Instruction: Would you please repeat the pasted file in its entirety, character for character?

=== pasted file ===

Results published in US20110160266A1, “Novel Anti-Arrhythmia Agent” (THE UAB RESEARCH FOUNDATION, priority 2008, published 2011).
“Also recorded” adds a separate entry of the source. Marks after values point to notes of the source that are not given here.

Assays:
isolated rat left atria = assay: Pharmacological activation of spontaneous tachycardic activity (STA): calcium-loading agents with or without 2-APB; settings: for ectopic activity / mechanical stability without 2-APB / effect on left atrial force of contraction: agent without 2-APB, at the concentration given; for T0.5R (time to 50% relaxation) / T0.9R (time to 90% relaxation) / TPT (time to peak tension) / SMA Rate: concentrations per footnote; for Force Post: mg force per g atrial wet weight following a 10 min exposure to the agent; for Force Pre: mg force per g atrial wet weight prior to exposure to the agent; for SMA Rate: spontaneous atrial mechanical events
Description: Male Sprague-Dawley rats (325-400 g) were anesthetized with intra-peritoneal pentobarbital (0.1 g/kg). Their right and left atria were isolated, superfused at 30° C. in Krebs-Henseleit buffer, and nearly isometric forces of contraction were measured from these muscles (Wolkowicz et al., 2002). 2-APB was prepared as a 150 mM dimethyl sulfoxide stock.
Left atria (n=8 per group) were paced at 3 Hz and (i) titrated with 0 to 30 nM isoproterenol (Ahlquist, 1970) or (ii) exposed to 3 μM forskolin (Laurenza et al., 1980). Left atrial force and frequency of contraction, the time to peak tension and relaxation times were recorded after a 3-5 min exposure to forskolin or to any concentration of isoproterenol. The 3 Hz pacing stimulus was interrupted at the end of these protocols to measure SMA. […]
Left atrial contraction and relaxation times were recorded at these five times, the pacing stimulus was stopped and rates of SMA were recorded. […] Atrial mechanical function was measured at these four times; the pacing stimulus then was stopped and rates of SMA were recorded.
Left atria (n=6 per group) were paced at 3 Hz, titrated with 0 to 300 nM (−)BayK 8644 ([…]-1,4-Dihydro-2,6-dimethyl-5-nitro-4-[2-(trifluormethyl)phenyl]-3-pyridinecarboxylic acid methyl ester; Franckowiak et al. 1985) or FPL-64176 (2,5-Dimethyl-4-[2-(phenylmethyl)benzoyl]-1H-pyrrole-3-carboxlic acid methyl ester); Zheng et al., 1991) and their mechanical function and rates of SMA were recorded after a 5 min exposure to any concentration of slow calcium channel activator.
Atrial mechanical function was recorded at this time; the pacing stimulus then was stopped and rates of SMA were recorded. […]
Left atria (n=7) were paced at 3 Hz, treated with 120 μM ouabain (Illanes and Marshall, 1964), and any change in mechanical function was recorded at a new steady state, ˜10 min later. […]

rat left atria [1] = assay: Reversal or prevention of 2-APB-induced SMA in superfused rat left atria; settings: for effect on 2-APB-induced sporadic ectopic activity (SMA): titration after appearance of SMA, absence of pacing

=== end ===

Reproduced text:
Results published in US20110160266A1, “Novel Anti-Arrhythmia Agent” (THE UAB RESEARCH FOUNDATION, priority 2008, published 2011).
“Also recorded” adds a separate entry of the source. Marks after values point to notes of the source that are not given here.

Assays:
isolated rat left atria = assay: Pharmacological activation of spontaneous tachycardic activity (STA): calcium-loading agents with or without 2-APB; settings: for ectopic activity / mechanical stability without 2-APB / effect on left atrial force of contraction: agent without 2-APB, at the concentration given; for T0.5R (time to 50% relaxation) / T0.9R (time to 90% relaxation) / TPT (time to peak tension) / SMA Rate: concentrations per footnote; for Force Post: mg force per g atrial wet weight following a 10 min exposure to the agent; for Force Pre: mg force per g atrial wet weight prior to exposure to the agent; for SMA Rate: spontaneous atrial mechanical events
Description: Male Sprague-Dawley rats (325-400 g) were anesthetized with intra-peritoneal pentobarbital (0.1 g/kg). Their right and left atria were isolated, superfused at 30° C. in Krebs-Henseleit buffer, and nearly isometric forces of contraction were measured from these muscles (Wolkowicz et al., 2002). 2-APB was prepared as a 150 mM dimethyl sulfoxide stock.
Left atria (n=8 per group) were paced at 3 Hz and (i) titrated with 0 to 30 nM isoproterenol (Ahlquist, 1970) or (ii) exposed to 3 μM forskolin (Laurenza et al., 1980). Left atrial force and frequency of contraction, the time to peak tension and relaxation times were recorded after a 3-5 min exposure to forskolin or to any concentration of isoproterenol. The 3 Hz pacing stimulus was interrupted at the end of these protocols to measure SMA. […]
Left atrial contraction and relaxation times were recorded at these five times, the pacing stimulus was stopped and rates of SMA were recorded. […] Atrial mechanical function was measured at these four times; the pacing stimulus then was stopped and rates of SMA were recorded.
Left atria (n=6 per group) were paced at 3 Hz, titrated with 0 to 300 nM (−)BayK 8644 ([…]-1,4-Dihydro-2,6-dimethyl-5-nitro-4-[2-(trifluormethyl)phenyl]-3-pyridinecarboxylic acid methyl ester; Franckowiak et al. 1985) or FPL-64176 (2,5-Dimethyl-4-[2-(phenylmethyl)benzoyl]-1H-pyrrole-3-carboxlic acid methyl ester); Zheng et al., 1991) and their mechanical function and rates of SMA were recorded after a 5 min exposure to any concentration of slow calcium channel activator.
Atrial mechanical function was recorded at this time; the pacing stimulus then was stopped and rates of SMA were recorded. […]
Left atria (n=7) were paced at 3 Hz, treated with 120 μM ouabain (Illanes and Marshall, 1964), and any change in mechanical function was recorded at a new steady state, ˜10 min later. […]

rat left atria [1] = assay: Reversal or prevention of 2-APB-induced SMA in superfused rat left atria; settings: for effect on 2-APB-induced sporadic ectopic activity (SMA): titration after appearance of SMA, absence of pacing